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Comic Books, Film
“This old version of To Kill a Mockingbird where Atticus kills a rabid dog isn’t *my* Atticus”
– Max Robinson, commenting on fan complaints about Man of Steel
I’ll try to keep this as non-spoilery for Man of Steel as possible, but if you haven’t seen it yet and don’t want to know anything about it, you may want to skip this.
There’s been a lot of discussion the past week about certain choices Superman makes in Man of Steel and whether those are things that character would/should do. Mark Waid describes being so upset by Superman’s actions that he stood up and yelled in the theater. In that review, the writer talks about “the essential part of Superman that got lost in Man of Steel.” And while I agree with what Waid describes as essential, not everyone does. In fact, some folks – like Robinson – question whether readers have the right to make those kinds of statements about someone else’s characters.
Tom Spurgeon has expressed distrust about that point of view. “I don’t know that there exists a right way to do a character that is divorced from its original creators like that,” he wrote recently. “Assumed fan ownership of someone else’s characters freaks me out a little bit.” He elaborated on that later in a series of tweets:
Have to admit, when something like the new Superman movie comes out I always feel a little bit like a monster wearing human skin on his face. I just sort of don’t relate to the whole idea of Superman as this sort of aspirational idea, let alone a character in which I have ownership. I mean, I may not end up liking the Superman movie if I get to see it, but I’m confident it won’t be [because] my idea of Superman wasn’t used. I don’t have a conception of Superman, I don’t know what Star Treks are supposed to be like, I can’t get worked up about the Lone Ranger. I guess I usually say that these characters are whatever their creators say they are, like Jaime H decided Maggie Chascarillo, not me. But these corporate characters are just empty suits, right? They’ll say or be whatever the person that owns them says they’ll say they’ll be. Maybe I’m just dead inside, I don’t know; I mean, I get “bad” but I don’t get “wrong.”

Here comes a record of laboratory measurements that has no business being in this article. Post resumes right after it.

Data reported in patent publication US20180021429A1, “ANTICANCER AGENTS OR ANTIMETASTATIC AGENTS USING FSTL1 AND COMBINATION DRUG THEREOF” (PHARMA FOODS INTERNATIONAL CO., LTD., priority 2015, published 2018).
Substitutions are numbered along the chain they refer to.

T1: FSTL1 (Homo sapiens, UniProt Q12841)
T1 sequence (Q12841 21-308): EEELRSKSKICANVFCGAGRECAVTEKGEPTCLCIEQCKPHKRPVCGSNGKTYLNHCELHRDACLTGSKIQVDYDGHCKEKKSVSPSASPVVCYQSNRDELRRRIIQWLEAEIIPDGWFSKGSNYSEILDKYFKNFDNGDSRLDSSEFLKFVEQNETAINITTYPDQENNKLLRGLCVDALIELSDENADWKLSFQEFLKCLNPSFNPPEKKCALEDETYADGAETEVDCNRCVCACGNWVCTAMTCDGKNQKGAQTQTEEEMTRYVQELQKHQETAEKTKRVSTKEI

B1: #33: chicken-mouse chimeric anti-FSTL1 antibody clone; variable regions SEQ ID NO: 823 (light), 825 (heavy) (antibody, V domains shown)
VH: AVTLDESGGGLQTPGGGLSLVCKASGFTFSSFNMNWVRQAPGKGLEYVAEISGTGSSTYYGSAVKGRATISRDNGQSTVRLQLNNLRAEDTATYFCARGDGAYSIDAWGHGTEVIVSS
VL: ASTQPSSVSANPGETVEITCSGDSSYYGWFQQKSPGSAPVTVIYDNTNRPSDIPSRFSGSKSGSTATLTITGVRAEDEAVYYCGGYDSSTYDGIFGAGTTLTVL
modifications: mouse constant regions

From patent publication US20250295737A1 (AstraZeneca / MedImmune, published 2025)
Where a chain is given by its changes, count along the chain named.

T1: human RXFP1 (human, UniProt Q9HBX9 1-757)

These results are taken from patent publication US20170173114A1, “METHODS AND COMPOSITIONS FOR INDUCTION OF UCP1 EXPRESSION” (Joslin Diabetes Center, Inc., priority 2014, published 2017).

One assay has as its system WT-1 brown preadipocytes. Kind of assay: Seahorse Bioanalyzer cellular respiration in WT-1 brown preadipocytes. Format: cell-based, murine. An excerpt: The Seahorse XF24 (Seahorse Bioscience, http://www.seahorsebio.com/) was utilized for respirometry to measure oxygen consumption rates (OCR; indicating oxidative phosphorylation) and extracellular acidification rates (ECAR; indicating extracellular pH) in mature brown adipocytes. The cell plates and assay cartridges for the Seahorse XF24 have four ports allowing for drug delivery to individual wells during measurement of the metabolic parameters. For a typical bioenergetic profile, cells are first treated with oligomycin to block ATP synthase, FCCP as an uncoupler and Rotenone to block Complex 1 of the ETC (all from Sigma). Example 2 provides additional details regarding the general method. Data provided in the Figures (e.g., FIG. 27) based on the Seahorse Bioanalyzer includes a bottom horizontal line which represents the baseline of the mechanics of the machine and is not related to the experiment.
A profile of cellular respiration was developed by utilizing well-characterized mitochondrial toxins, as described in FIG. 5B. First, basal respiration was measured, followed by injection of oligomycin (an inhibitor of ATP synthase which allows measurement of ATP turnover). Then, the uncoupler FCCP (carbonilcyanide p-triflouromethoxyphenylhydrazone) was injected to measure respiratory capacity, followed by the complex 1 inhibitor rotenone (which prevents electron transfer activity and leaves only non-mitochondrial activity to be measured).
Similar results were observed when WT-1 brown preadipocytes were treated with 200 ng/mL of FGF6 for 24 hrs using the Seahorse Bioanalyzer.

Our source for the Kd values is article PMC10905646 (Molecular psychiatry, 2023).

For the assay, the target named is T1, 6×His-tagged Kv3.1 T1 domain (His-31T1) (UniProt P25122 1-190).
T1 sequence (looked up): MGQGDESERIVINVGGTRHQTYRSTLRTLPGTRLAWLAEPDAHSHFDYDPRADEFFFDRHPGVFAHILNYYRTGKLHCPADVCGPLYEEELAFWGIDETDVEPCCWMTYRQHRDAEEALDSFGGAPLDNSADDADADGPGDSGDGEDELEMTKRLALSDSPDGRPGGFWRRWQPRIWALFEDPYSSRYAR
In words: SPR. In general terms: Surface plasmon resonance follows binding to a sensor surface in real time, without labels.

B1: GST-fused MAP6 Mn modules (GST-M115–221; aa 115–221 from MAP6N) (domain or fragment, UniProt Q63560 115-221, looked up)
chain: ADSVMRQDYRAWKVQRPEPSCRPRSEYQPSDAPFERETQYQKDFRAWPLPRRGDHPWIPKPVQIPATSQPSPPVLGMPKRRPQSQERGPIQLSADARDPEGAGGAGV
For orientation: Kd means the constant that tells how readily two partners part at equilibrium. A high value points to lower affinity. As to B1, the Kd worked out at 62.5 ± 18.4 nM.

Although I tend to think in terms of a right way and a wrong way to write Superman, Spurgeon does have a point. Waid is a respected authority on Superman, but he didn’t create the character. And when Jerry Siegel and Joe Shuster made Superman stories, they were very often about a guy who did things differently from what I think of as “my” Superman.
At some point, Superman grew away from Siegel and Shuster’s original vision. Like Spurgeon says, that’s what happens when characters are owned by a corporation. They can be — and usually are — revised an infinite number of times to reflect the always-changing culture.
But that’s exactly why I defend the “my Superman” concept. Or “my Star Trek” or “my Hulk,” or whatever it is we’re talking about. It’s a defense mechanism against the whims of the characters’ corporate owners. If I’m going to enjoy stories about Superman, I have to be able to identify what it is I’m looking for so I can make choices about which I’m going to support. When a comic book or film (or even a statue) demonstrates it has a perspective on the character I don’t agree with, saying “That’s not my Superman” is just shorthand for “I don’t like that approach and I’m not going to support it.” I don’t think there’s anything wrong with that.
Where it would be wrong is if — like in Robinson’s joke — we were to tell the character’s creator that she’s doing it wrong. That’s why I still can’t dismiss Spurgeon’s point. If “my Superman” is different from Siegel and Shuster’s, I don’t have any grounds whatsoever to tout mine as the “correct” one. It’s good to be able to discern what kind of Superman story I’m going to be able to enjoy, but that doesn’t give me permission to make my version a rule and insist that everyone else follow it.